During operation of the combustion system 100, the fuel injector 130 (as shown in FIG. 1) is configured to inject fuel into combustion chamber 140 (as shown in FIG. 1). Specifically, the fuel injector 130 is configured to direct the fuel into the first recess portion 292A, where the fuel is initially constrained with less quantity of air for the fuel to entrain, mix and combust (as shown in FIG. 1). The initial constraining of the fuel may lower the heat release rate (i.e., HRR) in the early stage of the combustion, and may thus reduce NOx and reduce soot oxidation. Further, the fuel and/or the particulate matter (i.e., reacting plumes) are directed towards the second recess portion 292B, where the reacting plumes are exposed to an unutilized quantity of air for rapid combustion/oxidation of the reacting plumes for substantial combustion of the reacting plumes, thereby increasing the apparent heat release rate. Thus, the piston crown 132K may provide in-cylinder solutions for reducing emission and specific fuel consumption by the IC engine, while maintaining the same amount of power output from the IC engine.

FIG. 13 shows an isometric view of a recess of a plurality of recesses 312 formed in a piston crown 132L in accordance with yet another embodiment. It should be noted herein that the piston crown 132L is substantially similar to the piston crown 132K discussed in the embodiment of FIG. 12, except that a peripheral wall 320 has a stepped peripheral wall 321 to form two pockets 321A and 321B along the entire length of the peripheral wall 320. Similar, to the embodiment of FIG. 12, the piston bowl 136L may provide in-cylinder solutions for reducing emissions and specific fuel consumption by the IC engine, while maintaining the same amount of power output from the IC engine.

FIG. 14 shows an isometric view of a piston crown 132M in accordance with one embodiment. In one or more embodiments, the piston crown 132M includes a piston bowl 136M formed on a top side 329 of the piston crown 132M. The piston bowl 136M includes a plurality of protrusions 331 arranged spaced apart from each other along a circumferential direction 111. Each of the plurality of protrusions 331 is disposed between a center 333 and a peripheral wall 339 of the piston crown 132M. Specifically, each of the plurality of protrusions 331 is arranged substantially in a middle of the piston bowl 136M and faces the center 333 of the piston crown 132M. It should be noted herein that the term “substantially in a middle” refers to about 30 percent to 80 percent of a length of the piston bowl 136M, extending radially between the center 333 and the peripheral wall 339. In the illustrated embodiment, the peripheral wall 339 is located proximate to a circumference 335 of the piston crown 132M and extends 360 degrees on the top side 329 of the piston crown 132M. Additionally, the peripheral wall 339 is offset from the circumference 335 by a radial distance “O1”. Further, at least one of the plurality of protrusions 331 has a spherical shaped dome structure and a radius of the spherical shaped dome structure is greater than 1.5 mm. The plurality of protrusions 331 bifurcates the piston bowl 136M into two sections, for example, a first section 337A and a second section 337B, where the first section 337A has a gradually extended depth “D1” from the center 333 till the plurality of protrusions 331, and the second section 337B has a gradually decreased depth “D2” from the plurality of protrusions 331 up to the peripheral wall 339 of the piston bowl 136M.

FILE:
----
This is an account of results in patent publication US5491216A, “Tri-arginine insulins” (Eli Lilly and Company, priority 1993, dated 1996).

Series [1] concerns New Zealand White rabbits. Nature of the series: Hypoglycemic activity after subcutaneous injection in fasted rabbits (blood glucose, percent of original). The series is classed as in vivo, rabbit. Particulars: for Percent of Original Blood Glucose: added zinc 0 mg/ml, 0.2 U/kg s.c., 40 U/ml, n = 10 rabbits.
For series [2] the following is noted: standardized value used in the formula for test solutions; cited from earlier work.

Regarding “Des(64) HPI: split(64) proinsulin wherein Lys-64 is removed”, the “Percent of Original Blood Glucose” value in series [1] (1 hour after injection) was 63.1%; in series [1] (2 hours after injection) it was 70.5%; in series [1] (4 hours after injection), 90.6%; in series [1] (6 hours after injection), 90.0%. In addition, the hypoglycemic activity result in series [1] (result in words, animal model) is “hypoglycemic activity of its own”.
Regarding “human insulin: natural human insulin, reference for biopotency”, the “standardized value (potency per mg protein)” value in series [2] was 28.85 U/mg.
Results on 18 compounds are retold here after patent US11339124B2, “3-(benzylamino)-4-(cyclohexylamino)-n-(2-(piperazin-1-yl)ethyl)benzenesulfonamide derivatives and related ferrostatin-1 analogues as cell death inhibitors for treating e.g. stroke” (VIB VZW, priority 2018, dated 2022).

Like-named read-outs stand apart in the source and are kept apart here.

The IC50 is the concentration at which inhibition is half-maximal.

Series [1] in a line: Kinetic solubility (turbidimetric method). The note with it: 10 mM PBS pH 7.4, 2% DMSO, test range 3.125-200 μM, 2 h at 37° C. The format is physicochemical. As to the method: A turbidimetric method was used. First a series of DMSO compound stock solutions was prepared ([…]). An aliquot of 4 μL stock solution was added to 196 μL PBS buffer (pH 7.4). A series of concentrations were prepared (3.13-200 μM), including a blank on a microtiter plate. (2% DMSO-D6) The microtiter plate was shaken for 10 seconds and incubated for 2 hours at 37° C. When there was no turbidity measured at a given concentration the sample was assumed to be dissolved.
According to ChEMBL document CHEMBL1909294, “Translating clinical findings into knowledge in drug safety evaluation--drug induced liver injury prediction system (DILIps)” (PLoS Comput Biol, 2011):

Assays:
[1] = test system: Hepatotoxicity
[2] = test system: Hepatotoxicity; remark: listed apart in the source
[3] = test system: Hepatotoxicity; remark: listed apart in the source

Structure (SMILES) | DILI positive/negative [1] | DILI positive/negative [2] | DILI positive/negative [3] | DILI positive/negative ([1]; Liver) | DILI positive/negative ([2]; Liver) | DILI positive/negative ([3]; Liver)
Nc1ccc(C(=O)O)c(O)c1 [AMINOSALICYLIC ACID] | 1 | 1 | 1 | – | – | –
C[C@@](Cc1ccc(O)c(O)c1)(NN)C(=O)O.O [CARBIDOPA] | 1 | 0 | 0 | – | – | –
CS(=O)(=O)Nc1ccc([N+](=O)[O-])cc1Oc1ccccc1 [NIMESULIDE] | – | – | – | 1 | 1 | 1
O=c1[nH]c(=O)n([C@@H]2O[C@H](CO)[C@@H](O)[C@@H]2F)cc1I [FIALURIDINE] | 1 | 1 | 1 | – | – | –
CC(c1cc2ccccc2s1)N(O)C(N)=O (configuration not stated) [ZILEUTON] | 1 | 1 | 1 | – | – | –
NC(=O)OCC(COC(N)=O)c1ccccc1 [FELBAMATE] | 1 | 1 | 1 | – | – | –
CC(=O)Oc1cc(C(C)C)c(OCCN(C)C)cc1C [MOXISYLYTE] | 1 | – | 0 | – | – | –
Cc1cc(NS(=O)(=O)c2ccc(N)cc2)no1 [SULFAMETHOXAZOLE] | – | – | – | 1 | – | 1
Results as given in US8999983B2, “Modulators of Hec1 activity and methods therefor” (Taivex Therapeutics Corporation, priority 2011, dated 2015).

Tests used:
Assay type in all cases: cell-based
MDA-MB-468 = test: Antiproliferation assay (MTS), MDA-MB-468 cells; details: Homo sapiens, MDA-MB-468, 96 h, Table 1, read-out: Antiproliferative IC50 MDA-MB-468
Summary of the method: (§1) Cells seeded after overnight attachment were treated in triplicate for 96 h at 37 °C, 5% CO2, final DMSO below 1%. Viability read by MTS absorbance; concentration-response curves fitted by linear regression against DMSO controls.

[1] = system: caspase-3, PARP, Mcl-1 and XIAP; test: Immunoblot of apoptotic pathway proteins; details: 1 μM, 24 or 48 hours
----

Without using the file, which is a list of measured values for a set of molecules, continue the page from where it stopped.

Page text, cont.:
During operation of the combustion system 100, the fuel injector 130 (as shown in FIG. 1) is configured to inject fuel into combustion chamber 140 (as shown in FIG. 1). Specifically, the fuel injector 130 is configured to direct the fuel towards each of the plurality of protrusions 331, where the fuel is initially constrained with less quantity of air for the fuel to entrain, mix and combust in the cylinder 102 (as shown in FIG. 1). The initial constraining of the fuel may lower the heat release rate (i.e., HRR) in the early stage of the combustion, and may thus reduce NOx and reduce soot oxidation. Further, each of the plurality of protrusions 331 splits the fuel and/or the particulate matter (i.e., reacting plumes), for example, into at least two portions and guide the one portion into first section 337A and direct another portion into the second section 337B. Thus, the reacting plumes are exposed to an unutilized quantity of air for rapid combustion/oxidation to substantially complete the combustion, thereby increase the apparent HRR, and reduce emissions and specific fuel consumption by the IC engine.